Tasmania: Calls for more protections to prevent discrimination by coroner

Equality Tasmania says the Government has not gone far enough to protect same-sex partners from discrimination by the state’s coroner.

On Thursday the government introduced a miscellaneous justice amendment bill that responds to the coroner’s failure to recognise the existing next-of-kin rights of bereaved same-sex pattners, most notoriously, Hobart gay man, Ben Jago.

Jago’s partner of five years, Nathan Lunson, died suddenly in January 2015. Despite the two men being legal senior next-of-kin under Tasmanian law, the coroner misapplied the law and recognised Lunson’s estranged mother as his senior next-of-kin.

Jago was refused the right to see his partner’s body and initially refused access to his partner’s funeral.

Subsequently he lodged a discrimination case that was stopped when the Coroner’s Office appealed to the Supreme Court asserting its immunity from the Anti-Discrimination Act. In 2021 the Supreme agreed with the Coroner’s Office that it is immune from the Act. Later it was discovered that there had been other cases of the Coroner’s Office not informing people of their correct rights.

The new bill will ensure the coroner will notify partners and families of their rights, but according to Equality Tasmania, the Government must legislate to ensure the coroner respects the existing legal rights of same-sex partners and that discrimination does not occur again.

Equality Tasmanian President, Rodney Croome, said given the numerous cases of the authority mistreating LGBTIQA+ people tighter legislation was needed.

“The Tasmanian Coroner has repeatedly ignored the legal rights of bereaved same-sex partners despite the law clearly guaranteeing these rights and despite the coroner respecting the rights of different-sex partners.”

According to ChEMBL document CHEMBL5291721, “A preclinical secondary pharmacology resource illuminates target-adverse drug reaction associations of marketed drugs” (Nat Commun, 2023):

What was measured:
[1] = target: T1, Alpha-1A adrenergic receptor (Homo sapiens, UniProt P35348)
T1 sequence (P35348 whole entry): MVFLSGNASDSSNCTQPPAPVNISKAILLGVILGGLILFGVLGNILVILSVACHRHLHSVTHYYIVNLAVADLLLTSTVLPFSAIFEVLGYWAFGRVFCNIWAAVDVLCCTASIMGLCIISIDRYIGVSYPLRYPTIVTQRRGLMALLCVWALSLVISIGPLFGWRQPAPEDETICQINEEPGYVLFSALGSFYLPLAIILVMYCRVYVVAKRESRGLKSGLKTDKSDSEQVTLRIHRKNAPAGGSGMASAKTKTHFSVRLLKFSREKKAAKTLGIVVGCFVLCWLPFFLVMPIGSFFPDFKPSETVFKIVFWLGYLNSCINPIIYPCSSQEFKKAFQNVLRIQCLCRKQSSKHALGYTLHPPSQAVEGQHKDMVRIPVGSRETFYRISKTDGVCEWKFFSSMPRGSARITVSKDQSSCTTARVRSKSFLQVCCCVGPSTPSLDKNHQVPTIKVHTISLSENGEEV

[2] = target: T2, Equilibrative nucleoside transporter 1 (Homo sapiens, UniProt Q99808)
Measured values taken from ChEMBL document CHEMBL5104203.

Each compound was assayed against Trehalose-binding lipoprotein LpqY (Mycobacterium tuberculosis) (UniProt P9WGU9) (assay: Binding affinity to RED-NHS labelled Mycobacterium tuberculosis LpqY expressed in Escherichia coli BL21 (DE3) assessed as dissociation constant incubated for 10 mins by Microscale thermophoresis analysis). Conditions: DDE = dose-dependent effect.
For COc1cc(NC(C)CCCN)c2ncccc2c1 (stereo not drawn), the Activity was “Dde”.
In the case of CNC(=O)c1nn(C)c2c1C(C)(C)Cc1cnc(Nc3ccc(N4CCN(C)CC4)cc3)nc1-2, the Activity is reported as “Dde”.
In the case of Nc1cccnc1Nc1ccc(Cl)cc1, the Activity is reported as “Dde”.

“This has caused deep trauma for same-sex partners who are already suffering the pain of losing their loved one.”

“The only effective solution to this problem are amendments to the Coroner’s Act that clearly state what rights bereaved partners have, that prohibit discrimination and that highlight the right of partners to appeal the coroner’s decision.”

“The Government’s amendment is a small step forward, but it is not sufficient to prevent discrimination in the future.”

“Neither is it sufficient to rebuild the LGBTIQA+ community’s confidence in the coroner, which has been shattered by the coroner’s demeaning treatment of same-sex partners.”

“The Government’s proposal is also not sufficient to provide justice to Ben Jago and other bereaved same-sex partners who have suffered trauma at the hands of government agencies that should protect them.”

“We are not asking for new rights, just for the coroner to respect our existing rights and for the Government to protect those rights.” Croome said.

Equality Tasmania also say the government’s bill also fails to respond to the advice from a range of organisations including Equality Tasmania, the Tasmanian Council of Social Services and Intersex Peer Support Australia regarding a reference to intersex people in amendments to the title of the Births, Deaths and Marriages Registration Act.

The Government’s proposal is to amend the title to refer to “the recognition of trans and gender diverse Tasmanians and those with intersex variations of sex characteristics”. The aforementioned groups recommended “…and those with innate variations of sex characteristics” as a best-practice term.

Tasmanian representative of Intersex Peer Support Australia, Simone-Lisa Anderson, said,

“The intersex community is disappointed that the Government has not decided to use inclusive, best practice terminology when referring to this community in its the Births, Deaths and Marriages Act amendment.”

Attorney General Elise Archer commented on the multiple legal changes contained within the bill saying, “As Attorney-General I remain committed to ensuring that our legislation remains contemporary, is fit for purpose, and in line with community expectations.”

OIP Staff

You can support our work by subscribing to our Patreon
or contributing to our GoFundMe campaign.